Why Inflation Didn’t Get the Same Hype as the Higgs

by Shannon Hall on April 24, 2014

Shown here are the actual B-mode polarization patterns provided by the BICEP2 Telescope. Image Credit: Harvard-Smithsonian Center for Astrophysics

Shown here are the B-mode polarization patterns on the cosmic microwave background. Image Credit: Harvard-Smithsonian Center for Astrophysics

Last month astronomers provided evidence that the universe underwent a brief but stupendous expansion at the very beginning of time. It was a landmark discovery. And while the media worldwide gleamed with fantastical headlines, I’m left overwhelmed with the feeling that it didn’t quite get the spotlight it deserves.

The day of the announcement was ablaze with excitement. When I first started to cover the news, I told my mother I was writing on something that was bigger than the Higgs boson. That was the best way I could explain the significance of this monumental discovery to someone with very little physics knowledge in a text message.

But inflation didn’t get the same hype as the Higgs. Why?

Scientific results are mostly tangible. The Higgs boson was created in a 27-kilometer ring of superconducting magnets designed to boost the energy of particles — marking the world’s largest and most powerful particle accelerator. There’s something about this experiment that we can wrap our minds around, even when the particle itself remains elusive. The $10 billion effort has 6,000 researchers working hard to control the system.

But we can’t control the universe. We can’t ask two galaxies to collide; We can’t speed up stellar evolution; And we can’t pull a nearby star a little closer to take a peek at its circling exoplanet. Instead we stand on our cosmic platform and wait for the light from various happenings to reach us. Once it does, we dig through that light — collecting photons in different filters or spreading them across a spectrum of wavelengths — reaping every last bit of knowledge possible.

Astronomical research is complex and abstract. But it’s what we love about it.

The vast cosmic arena — with its unimaginable vistas of time and space — is laid out in the small specks of light on the celestial sphere. By collecting this light we have placed ourselves within the cosmos. We know the universe began with the Big Bang nearly 13.8 billion years ago. We know that dark matter binds massive galaxy clusters together and that dark energy is causing the universe to accelerate rapidly. It’s truly phenomenal that so much can be learned from the study of light.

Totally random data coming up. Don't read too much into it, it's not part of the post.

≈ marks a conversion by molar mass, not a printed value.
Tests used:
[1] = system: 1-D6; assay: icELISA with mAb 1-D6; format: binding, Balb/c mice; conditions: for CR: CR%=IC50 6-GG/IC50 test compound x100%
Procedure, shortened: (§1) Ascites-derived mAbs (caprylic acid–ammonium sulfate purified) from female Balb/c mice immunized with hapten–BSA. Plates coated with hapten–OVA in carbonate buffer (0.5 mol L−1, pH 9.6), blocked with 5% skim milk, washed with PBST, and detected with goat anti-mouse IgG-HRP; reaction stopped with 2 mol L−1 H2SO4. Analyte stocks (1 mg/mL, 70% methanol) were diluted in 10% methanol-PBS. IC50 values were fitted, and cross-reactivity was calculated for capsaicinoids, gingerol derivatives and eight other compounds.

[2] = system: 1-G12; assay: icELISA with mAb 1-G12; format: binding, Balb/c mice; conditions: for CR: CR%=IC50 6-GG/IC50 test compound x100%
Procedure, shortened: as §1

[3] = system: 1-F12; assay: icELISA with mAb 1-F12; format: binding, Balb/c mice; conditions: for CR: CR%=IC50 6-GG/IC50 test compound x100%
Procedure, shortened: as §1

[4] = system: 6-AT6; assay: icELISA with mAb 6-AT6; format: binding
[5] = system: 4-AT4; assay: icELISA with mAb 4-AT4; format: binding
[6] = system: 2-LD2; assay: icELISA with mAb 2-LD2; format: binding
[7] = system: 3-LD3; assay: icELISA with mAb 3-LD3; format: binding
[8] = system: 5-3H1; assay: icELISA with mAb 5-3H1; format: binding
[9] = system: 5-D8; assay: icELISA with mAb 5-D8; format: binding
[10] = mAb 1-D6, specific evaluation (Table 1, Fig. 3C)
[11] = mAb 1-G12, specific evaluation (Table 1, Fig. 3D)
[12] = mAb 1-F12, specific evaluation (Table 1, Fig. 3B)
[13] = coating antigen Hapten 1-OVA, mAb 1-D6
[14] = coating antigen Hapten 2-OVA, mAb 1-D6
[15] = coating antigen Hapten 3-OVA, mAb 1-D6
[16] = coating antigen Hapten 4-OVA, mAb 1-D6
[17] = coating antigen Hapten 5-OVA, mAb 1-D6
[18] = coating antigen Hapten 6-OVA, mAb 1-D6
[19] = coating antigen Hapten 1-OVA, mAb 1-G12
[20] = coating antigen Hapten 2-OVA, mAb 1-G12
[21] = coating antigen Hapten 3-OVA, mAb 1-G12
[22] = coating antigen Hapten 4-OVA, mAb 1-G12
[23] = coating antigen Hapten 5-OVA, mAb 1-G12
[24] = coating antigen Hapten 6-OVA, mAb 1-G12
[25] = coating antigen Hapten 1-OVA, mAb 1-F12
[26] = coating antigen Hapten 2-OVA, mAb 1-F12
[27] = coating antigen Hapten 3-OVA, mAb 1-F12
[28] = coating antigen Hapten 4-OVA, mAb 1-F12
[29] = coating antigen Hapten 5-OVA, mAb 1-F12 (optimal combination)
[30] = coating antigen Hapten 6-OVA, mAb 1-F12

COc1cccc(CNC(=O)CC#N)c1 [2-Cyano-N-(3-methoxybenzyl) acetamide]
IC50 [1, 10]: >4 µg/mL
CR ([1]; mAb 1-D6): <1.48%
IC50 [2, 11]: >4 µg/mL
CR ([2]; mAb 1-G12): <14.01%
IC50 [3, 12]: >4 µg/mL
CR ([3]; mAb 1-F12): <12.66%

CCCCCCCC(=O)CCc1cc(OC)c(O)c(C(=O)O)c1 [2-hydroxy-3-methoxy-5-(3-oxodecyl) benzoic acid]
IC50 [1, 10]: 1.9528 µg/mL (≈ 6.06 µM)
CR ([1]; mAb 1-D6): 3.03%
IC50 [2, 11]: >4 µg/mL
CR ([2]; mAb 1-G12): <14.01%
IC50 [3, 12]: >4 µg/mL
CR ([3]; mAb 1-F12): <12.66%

Still, there’s a fundamental difference between observing the direct light emitted from distant stars and galaxies and observing a slight polarization pattern on the cosmic microwave background — the radiation released 380,000 years after the Big Bang when photons were able to travel freely across the cosmos.

The result threw open a new window on the birth of the universe. To be more precise, it let us peer back at the moment that took place a mere trillionth of a trillionth of a trillionth of a second after the Big Bang. But it takes so many steps (potentially as many steps as seconds from then until now) to grasp this hazy and mind-boggling concept. It will stretch your ideas of space and time to their limits.

Not only does this result succeed in showing the universe in its infancy, explaining the origin of cosmic structure and providing evidence for the last untested prediction of Albert Einstein’s General Theory of Relativity (gravity comes in discrete packets like light), but it makes an even wilder prediction.

The model likely produces not just one universe, but rather an ensemble of universes: an endless series of big bangs that continue to pop up eternally. Our universe may just be one bubble out of a vast cosmic ocean of others.

Astronomy is moving further toward the abstract. Both in how we collect data and the scientific results we carefully and slowly unearth from that data.

I find this awe-inspiring. But while astronomers are finding ingenious and creative methods to further understand the phenomenal universe in which we live, science journalists and educators are going to have to follow suit. We need to act not as translators but as guides who map scientific knowledge, finding paths through vast amounts of abstract information and analyzing key points along the way. Only then will inflation trump the Higgs and the abstract become tangible.

But honestly I’m still ruminating on this question so all additional thoughts are welcome.


Shannon Hall is a freelance science journalist. She holds two B.A.'s from Whitman College in physics-astronomy and philosophy, and an M.S. in astronomy from the University of Wyoming. Currently, she is working toward a second M.S. from NYU's Science, Health and Environmental Reporting program.

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